1975 - An inquest jury decided Lord Lucan murdered the 29-year-old nanny of his three young children.

1978 – Garfield comic strip was first published. It has grown to over $1 billion in revenue, and is distributed to ove…


19th June

The State Opening of Parliament.

On This Day

18th June

1429 – French forces under the leadership of Joan of Arc defeated the main English army under Sir John Fastolf at the Battle of Patay. This turned the tide of the Hundred Years' War.

1767 – Samuel Wallis, an English sea captain, sighted Tahiti and is considered the first European to reach the island.

1812 - The United States declared war on on the United Kingdom of Great Britain and Ireland.

1815 – The Battle of Waterloo led to Napoleon Bonaparte abdicating the throne of France for the second and final time.

1858 – Charles Darwin received a paper from Alfred Russel Wallace that included nearly identical conclusions about evolution as Darwin's own. This prompted Darwin to publish his theory.

1873 – Susan B. Anthony was fined $100 for attempting to vote in the 1872 US presidential election. (The 19th Amendment (Amendment XIX) to the United States Constitution, which prohibits each of the states and the federal government from denying any citizen the right to vote beca…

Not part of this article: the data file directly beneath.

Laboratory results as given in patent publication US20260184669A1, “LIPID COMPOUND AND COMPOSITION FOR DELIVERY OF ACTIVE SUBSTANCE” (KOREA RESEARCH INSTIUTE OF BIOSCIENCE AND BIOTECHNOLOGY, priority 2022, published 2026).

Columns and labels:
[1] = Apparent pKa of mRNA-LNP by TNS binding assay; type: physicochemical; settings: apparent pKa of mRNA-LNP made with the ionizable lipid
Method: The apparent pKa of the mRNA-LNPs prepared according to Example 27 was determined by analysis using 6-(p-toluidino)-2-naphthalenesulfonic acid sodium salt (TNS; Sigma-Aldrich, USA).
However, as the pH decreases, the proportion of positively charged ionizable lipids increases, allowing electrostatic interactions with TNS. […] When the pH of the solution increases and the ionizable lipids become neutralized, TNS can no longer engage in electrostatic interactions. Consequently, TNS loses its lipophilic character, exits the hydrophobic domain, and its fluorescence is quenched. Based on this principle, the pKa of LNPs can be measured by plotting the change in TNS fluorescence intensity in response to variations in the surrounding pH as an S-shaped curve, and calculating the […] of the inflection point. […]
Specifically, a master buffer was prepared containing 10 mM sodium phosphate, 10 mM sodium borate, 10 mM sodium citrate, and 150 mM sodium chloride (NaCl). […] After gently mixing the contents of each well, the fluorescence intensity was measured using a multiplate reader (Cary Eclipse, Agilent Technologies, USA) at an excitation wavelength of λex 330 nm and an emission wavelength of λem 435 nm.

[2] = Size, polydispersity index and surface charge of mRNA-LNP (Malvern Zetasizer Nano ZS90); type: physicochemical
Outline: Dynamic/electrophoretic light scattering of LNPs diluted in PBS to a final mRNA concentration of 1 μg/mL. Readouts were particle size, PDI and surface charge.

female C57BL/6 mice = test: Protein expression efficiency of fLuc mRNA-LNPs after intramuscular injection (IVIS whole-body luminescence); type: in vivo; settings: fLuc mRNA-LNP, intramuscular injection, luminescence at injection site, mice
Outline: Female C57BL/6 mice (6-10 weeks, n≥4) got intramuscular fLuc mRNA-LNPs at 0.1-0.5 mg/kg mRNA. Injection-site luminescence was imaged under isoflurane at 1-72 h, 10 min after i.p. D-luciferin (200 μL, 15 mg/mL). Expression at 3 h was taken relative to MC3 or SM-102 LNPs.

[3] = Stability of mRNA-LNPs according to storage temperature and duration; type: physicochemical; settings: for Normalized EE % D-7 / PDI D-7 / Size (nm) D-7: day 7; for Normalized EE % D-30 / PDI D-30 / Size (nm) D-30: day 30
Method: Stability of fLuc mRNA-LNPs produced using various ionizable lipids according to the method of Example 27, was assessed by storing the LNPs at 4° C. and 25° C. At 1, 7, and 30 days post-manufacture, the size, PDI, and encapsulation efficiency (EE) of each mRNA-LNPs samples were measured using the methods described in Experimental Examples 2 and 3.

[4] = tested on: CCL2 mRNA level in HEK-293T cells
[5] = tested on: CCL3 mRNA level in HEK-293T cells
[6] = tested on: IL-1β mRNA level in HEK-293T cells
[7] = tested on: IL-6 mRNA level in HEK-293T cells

On This Day

17th June

1579 – Sir Francis Drake claimed a land he called "Nova Albion" (modern California) for England.

1631 – Mumtaz Mahal died during childbirth. Her husband, Mughal emperor Shah Jahan I, then spent more than 20 years building her tomb, the Taj Mahal.

1882 - Igor Stravinsky, the Russian composer, was born.

1885 – The Statue of Liberty arrived in New York Harbour aboard the French ship Isere.

1939 – Last public guillotining in France took place. Eugen Weidmann, a convicted murderer, was guillotined in Versailles outside the prison Saint-Pierre.

1940 – The three Baltic states of Estonia, Latvia and Lithuania fell under the occupation of the Soviet Union.

1944 – Iceland declared independence from Denmark and became a republic.

1947 - Pan Am Airways was chartered as the world's first worldwide passenger airline.

1950 - The first documented kidney transplant took place in Chicago, on Ruth Tucker, a 44-year-old woman with polycystic kidney disease. Unfortunately the …

On This Day

16th June

1487 – The Battle of Stoke Field was fought. The final battle of the Wars of the Roses.

1586 – Mary Queen of Scots recognizes Philip II of Spain as her heir.

1779 – Spain declared war on Great Britain, and the siege of Gibraltar began.

1871 – The University Tests Act allowed students to enter the Universities of Oxford, Cambridge and Durham without religious tests, except for courses in theology.

1883 – Panic broke out at The Victoria Hall theatre, killing 183 children.

1903 – The Ford Motor Company was incorporated.

1915 – The British Women's Institute was founded.

1963 – Russian Cosmonaut Valentina Tereshkova became the first woman in space.